Syria: a new front in the battle between Iran and Saudi Arabia?


By Nathalie Goulet

The Middle East has never been an area of great stability. Areas of lawlessness or lacking of governance have multiplied since the US invasion of Iraq and the disasters that followed. Unfortunately, we all know the dramatic consequences, not only for the region and its people but for the whole world.

Nobody seems to have explained to President Trump… that international politics is made up of precarious balances and that the US plays a major role in maintaining them.

Nathalie Goulet
French Senator

Today, Iraq asserts itself as a free country, having conquered terrorism. After parliamentary elections in May, the country seems to have resumed a normal course. It’s almost miraculous.

Meanwhile, the unpredictable American president, not content with overturning the policy of his predecessor (Obama of course making his own mistakes in the region), pursues a foreign policy which ignores multilateralism (or rather, ignorant policies full stop).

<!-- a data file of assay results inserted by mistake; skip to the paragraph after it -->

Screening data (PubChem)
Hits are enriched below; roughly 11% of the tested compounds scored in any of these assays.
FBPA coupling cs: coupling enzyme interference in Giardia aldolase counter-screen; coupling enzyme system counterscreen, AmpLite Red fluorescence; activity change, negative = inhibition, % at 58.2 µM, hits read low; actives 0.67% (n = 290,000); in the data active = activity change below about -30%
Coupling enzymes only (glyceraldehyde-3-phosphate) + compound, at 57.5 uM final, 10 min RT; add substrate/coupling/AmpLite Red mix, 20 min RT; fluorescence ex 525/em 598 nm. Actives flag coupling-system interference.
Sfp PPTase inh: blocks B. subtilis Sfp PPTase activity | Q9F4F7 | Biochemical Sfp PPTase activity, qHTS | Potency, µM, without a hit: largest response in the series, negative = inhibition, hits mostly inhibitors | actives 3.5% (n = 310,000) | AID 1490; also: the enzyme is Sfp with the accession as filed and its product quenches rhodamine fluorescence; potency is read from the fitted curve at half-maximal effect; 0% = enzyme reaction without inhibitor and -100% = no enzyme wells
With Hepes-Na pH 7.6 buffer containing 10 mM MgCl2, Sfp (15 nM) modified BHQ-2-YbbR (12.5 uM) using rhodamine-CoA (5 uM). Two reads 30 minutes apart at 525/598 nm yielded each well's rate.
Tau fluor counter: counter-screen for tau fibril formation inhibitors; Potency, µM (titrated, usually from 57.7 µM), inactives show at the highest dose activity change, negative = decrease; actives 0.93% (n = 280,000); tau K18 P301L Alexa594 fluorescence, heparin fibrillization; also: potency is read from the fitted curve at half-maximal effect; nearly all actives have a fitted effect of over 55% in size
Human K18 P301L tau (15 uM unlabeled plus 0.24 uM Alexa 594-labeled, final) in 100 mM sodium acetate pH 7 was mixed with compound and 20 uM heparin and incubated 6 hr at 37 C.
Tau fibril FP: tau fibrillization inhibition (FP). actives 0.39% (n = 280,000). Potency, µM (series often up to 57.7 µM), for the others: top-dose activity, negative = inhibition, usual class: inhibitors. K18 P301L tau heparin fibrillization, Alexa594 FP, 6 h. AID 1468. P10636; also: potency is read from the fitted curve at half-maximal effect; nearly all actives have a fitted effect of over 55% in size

President Trump does not want to be the policeman of the world, certainly, but in terms of the Middle East, he has become the deregulator-in-chief. In transferring the US embassy to Jerusalem, Trump showed not only how much he supports the Israeli prime minister, but also his contempt for international law and the Palestinian people’s rights. He did it without triggering many reactions or protests, using once more his ‘fait accompli’ strategy.

By deciding to withdraw the US from the Iran nuclear agreement and restoring sanctions, he reiterated his support – against all odds – to Saudi Arabia.

President Trump is beginning to look more and more like a sorcerer’s apprentice, waving his wand indiscriminately. How could he, for instance, allow some countries to trade with a demonised Iran while others are barred from doing so under pain of exorbitant sanctions? Meanwhile Europe, being totally unable to counter the extraterritoriality of US law, now seems content enough to just issue statements in search of an unattainable common policy.



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